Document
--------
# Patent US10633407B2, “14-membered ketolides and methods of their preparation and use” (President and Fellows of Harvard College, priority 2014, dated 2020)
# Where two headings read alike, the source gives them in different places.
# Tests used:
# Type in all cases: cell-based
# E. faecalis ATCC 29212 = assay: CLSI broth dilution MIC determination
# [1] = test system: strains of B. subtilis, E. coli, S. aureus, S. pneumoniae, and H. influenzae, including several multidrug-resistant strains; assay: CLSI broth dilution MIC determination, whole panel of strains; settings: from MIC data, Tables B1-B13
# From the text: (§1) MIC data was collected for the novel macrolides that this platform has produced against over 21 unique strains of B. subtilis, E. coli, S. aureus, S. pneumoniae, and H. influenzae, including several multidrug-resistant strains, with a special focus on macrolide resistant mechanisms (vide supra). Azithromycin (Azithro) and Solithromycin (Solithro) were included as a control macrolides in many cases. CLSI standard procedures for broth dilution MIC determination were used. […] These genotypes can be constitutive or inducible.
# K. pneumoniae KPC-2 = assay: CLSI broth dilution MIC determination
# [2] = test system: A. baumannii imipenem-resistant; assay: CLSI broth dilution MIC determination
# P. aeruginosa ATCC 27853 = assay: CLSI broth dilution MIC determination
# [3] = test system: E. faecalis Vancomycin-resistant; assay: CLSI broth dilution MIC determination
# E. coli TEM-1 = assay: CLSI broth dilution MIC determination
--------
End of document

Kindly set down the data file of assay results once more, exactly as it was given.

# Patent US10633407B2, “14-membered ketolides and methods of their preparation and use” (President and Fellows of Harvard College, priority 2014, dated 2020)
# Where two headings read alike, the source gives them in different places.
# Tests used:
# Type in all cases: cell-based
# E. faecalis ATCC 29212 = assay: CLSI broth dilution MIC determination
# [1] = test system: strains of B. subtilis, E. coli, S. aureus, S. pneumoniae, and H. influenzae, including several multidrug-resistant strains; assay: CLSI broth dilution MIC determination, whole panel of strains; settings: from MIC data, Tables B1-B13
# From the text: (§1) MIC data was collected for the novel macrolides that this platform has produced against over 21 unique strains of B. subtilis, E. coli, S. aureus, S. pneumoniae, and H. influenzae, including several multidrug-resistant strains, with a special focus on macrolide resistant mechanisms (vide supra). Azithromycin (Azithro) and Solithromycin (Solithro) were included as a control macrolides in many cases. CLSI standard procedures for broth dilution MIC determination were used. […] These genotypes can be constitutive or inducible.
# K. pneumoniae KPC-2 = assay: CLSI broth dilution MIC determination
# [2] = test system: A. baumannii imipenem-resistant; assay: CLSI broth dilution MIC determination
# P. aeruginosa ATCC 27853 = assay: CLSI broth dilution MIC determination
# [3] = test system: E. faecalis Vancomycin-resistant; assay: CLSI broth dilution MIC determination
# E. coli TEM-1 = assay: CLSI broth dilution MIC determination